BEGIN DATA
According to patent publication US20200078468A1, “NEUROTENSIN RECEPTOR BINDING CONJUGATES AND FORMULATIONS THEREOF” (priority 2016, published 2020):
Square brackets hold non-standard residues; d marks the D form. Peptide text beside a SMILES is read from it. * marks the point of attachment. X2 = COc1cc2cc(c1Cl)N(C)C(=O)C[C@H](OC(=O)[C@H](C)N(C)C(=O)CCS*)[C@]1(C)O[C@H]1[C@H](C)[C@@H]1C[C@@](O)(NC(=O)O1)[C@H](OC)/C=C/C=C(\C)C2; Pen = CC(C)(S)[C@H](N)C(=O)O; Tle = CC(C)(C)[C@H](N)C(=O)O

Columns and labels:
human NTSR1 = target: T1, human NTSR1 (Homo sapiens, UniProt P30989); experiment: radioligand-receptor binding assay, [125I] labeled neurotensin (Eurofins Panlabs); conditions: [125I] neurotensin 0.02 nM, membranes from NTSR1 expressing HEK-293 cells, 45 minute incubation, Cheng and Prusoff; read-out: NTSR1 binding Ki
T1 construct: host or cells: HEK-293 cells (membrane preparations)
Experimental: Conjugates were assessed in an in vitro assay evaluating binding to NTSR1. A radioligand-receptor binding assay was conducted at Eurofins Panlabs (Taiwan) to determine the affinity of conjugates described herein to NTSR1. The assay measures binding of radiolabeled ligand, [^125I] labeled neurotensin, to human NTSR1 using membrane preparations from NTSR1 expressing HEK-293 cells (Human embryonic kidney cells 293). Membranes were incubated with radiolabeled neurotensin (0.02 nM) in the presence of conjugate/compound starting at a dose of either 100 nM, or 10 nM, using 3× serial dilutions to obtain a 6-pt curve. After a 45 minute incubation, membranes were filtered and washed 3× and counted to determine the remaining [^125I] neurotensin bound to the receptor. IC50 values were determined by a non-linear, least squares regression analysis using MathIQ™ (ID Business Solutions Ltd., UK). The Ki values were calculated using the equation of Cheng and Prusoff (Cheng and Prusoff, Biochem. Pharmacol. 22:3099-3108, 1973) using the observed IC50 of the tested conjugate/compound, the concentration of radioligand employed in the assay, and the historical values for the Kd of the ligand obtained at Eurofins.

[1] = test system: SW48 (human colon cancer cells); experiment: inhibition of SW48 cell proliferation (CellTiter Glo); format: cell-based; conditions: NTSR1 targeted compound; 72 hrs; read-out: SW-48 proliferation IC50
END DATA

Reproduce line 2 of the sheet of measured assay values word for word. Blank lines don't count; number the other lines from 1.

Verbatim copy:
Square brackets hold non-standard residues; d marks the D form. Peptide text beside a SMILES is read from it. * marks the point of attachment. X2 = COc1cc2cc(c1Cl)N(C)C(=O)C[C@H](OC(=O)[C@H](C)N(C)C(=O)CCS*)[C@]1(C)O[C@H]1[C@H](C)[C@@H]1C[C@@](O)(NC(=O)O1)[C@H](OC)/C=C/C=C(\C)C2; Pen = CC(C)(S)[C@H](N)C(=O)O; Tle = CC(C)(C)[C@H](N)C(=O)O